The rivalry between Dallas and Fort Worth — whose downtowns are 30 miles apart — dates back to the mid-19th century when both towns were little more than outposts on a still-untamed frontier.
As the cities grew and prospered, Fort Worth embraced its western heritage, reveled in the nickname “Cowtown,” and looked to the ranches of West Texas stretching into New Mexico as the source of its wealth. Dallas, meanwhile, considered itself a glitzy western vanguard of eastern commerce and civilization.
Despite the 21st-century buzz phrase “regional cooperation,” referring to the two cities’ joint efforts on such projects as playing host to Super Bowl XLV at Cowboys Stadium on Feb. 6 in Arlington — part of the suburban sprawl between Dallas and Fort Worth — the rivalry is never very far beneath the surface of polite discourse.
The decision of the sports network ESPN, for example, to anchor its broadcasts during Super Bowl week in downtown Fort Worth prompted some nasty sniping in blogs and the comment sections of newspaper websites, mostly from east of Texas 360, a highway that runs north-south midway between Fort Worth and Dallas. ESPN’s decision, essentially, boiled down to foot traffic. Fort Worth’s downtown, though smaller than that in Dallas, is livelier at night. The canyons between Dallas’ skyscrapers are nearly dead after office hours.
The rivalry extends to art museums and performance venues, with each city trying to outdo the other. And perhaps even to bicycle paths.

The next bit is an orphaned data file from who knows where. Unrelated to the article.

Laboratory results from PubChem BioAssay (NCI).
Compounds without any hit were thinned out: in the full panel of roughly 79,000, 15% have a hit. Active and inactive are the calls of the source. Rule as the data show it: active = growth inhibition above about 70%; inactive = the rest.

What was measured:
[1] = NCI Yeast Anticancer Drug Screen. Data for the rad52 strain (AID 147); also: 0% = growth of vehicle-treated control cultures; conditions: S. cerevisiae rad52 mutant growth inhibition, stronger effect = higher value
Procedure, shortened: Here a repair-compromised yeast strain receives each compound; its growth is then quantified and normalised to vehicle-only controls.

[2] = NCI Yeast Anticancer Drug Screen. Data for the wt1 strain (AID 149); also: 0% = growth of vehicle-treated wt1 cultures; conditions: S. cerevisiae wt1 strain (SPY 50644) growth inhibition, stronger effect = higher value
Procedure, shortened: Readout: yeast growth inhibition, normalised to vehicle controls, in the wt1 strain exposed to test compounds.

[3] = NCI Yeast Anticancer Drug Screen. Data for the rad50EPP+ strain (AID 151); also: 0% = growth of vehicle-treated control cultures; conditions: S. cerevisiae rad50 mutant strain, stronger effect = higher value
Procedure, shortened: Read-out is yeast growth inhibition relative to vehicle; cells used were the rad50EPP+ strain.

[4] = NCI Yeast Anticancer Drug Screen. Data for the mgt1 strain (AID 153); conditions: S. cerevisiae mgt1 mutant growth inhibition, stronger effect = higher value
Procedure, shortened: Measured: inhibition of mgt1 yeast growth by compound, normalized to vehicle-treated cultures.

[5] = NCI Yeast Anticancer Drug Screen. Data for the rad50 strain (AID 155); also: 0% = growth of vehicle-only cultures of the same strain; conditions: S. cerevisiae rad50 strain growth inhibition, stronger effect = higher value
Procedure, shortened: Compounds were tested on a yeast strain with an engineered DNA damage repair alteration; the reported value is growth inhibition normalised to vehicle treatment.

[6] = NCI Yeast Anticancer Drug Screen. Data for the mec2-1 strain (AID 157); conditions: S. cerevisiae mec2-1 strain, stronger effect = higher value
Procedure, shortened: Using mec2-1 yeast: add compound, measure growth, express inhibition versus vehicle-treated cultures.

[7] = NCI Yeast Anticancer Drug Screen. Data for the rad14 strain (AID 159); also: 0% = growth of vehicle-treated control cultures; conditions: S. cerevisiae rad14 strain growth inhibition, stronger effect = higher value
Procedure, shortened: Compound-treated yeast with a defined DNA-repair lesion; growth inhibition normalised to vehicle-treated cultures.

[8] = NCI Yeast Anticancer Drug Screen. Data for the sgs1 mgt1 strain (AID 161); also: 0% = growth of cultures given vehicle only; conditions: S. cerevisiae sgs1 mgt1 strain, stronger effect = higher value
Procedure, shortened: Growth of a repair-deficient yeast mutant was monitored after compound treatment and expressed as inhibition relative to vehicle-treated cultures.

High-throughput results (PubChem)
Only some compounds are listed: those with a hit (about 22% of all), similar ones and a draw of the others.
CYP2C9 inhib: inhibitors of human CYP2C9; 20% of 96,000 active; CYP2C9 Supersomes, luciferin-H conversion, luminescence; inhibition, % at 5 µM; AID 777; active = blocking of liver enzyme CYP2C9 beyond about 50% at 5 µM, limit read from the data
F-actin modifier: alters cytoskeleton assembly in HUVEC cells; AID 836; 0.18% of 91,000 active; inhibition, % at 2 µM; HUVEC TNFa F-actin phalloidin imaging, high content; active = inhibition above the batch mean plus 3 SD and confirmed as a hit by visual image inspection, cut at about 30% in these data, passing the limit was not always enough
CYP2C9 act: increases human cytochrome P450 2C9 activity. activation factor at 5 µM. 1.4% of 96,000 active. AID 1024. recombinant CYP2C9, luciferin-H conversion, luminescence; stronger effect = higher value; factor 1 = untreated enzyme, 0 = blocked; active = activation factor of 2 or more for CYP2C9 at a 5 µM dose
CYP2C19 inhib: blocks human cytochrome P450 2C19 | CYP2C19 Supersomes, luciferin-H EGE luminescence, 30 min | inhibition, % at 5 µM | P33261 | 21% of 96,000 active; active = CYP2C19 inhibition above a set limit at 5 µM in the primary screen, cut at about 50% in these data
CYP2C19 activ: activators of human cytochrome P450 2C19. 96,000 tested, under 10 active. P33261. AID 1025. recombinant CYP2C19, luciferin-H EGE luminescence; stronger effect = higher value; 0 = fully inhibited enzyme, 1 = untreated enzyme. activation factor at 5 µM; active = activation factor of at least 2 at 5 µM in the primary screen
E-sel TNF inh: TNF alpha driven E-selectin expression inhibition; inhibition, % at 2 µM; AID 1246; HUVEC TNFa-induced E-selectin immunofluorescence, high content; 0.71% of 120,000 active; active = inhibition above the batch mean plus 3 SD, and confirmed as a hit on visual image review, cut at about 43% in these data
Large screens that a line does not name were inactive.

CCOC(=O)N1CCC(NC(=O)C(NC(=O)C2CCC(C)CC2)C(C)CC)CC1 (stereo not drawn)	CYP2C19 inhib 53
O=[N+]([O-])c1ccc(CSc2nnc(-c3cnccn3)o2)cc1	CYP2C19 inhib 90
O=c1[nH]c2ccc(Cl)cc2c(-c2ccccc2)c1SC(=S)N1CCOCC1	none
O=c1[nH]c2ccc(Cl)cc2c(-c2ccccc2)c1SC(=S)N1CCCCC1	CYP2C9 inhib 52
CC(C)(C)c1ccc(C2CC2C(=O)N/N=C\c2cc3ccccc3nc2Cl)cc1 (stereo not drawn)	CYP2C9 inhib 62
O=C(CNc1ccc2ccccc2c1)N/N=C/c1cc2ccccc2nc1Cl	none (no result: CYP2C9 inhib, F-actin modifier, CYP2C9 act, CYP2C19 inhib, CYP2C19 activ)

Fort Worth has long had a fine, ever-expanding network of bicycle trails, mostly along the Clear and West forks of the Trinity River. Dallas has a nice loop of about nine miles around White Rock Lake northeast of downtown and a 3.5-mile-long biking and hiking path that runs through the Oak Lawn area of north of downtown, following the path of the old Missouri-Kansas-Texas Railroad, which was known as MKT or the Katy.
On Feb. 9, the Fort Worth City Council unanimously approved a comprehensive plan aimed at making Cowtown one of the most bike-friendly communities in the country over the next five years. (See Feb. 10 blog post, “From Cowtown to BikeTown?”)
On Feb. 10, a Dallas TV station, KDAF-TV/Channel 33, reported on its website that “Dallas City Hall is looking for bicycling enthusiasts to help overhaul a 25-year-old city bike plan.” Was that just coincidence?
The city unveiled its first version of the plan on Sept. 23. The third and last of a series of public meetings on the plan is set for Jan. 20 at Dallas City Hall.
The latest addition to the Dallas bike path network is the Santa Fe Trail, once the route of the Santa Fe Railway. The 4.2-mile, concrete-surface trail runs from near Deep Ellum, a nightlife district with a colorful past on the eastern edge of downtown, northeast through east Dallas parks and neighborhoods and links to the trail around White Rock Lake.
The entire trail only recently opened upon completion of a couple bridges over major thoroughfares near White Rock Lake.
I and two biking friends, one of whom lives in Dallas, rode the trail on Friday, a sparkling winter day. We parked on Main Street in Deep Ellum, where the parking meters are free until 6 p.m. We unloaded our bikes and rode on the Santa Fe Trail to White Rock Lake, did the loop around the lake, and then back to Deep Ellum for lunch at the AllGood Cafe, which serves as a music venue at night.
Fort Worth still has a decided edge over Dallas in bike trails, but it seems that Dallas aims to catch up with the city to the west. Rivalry is good. Perhaps some of that touted “regional cooperation” will one day lead to a linkage of municipal bike trails throughout the Dallas-Fort Worth Metroplex into a seamless network so that a cyclist could ride on a paved trail from downtown Fort Worth to downtown Dallas.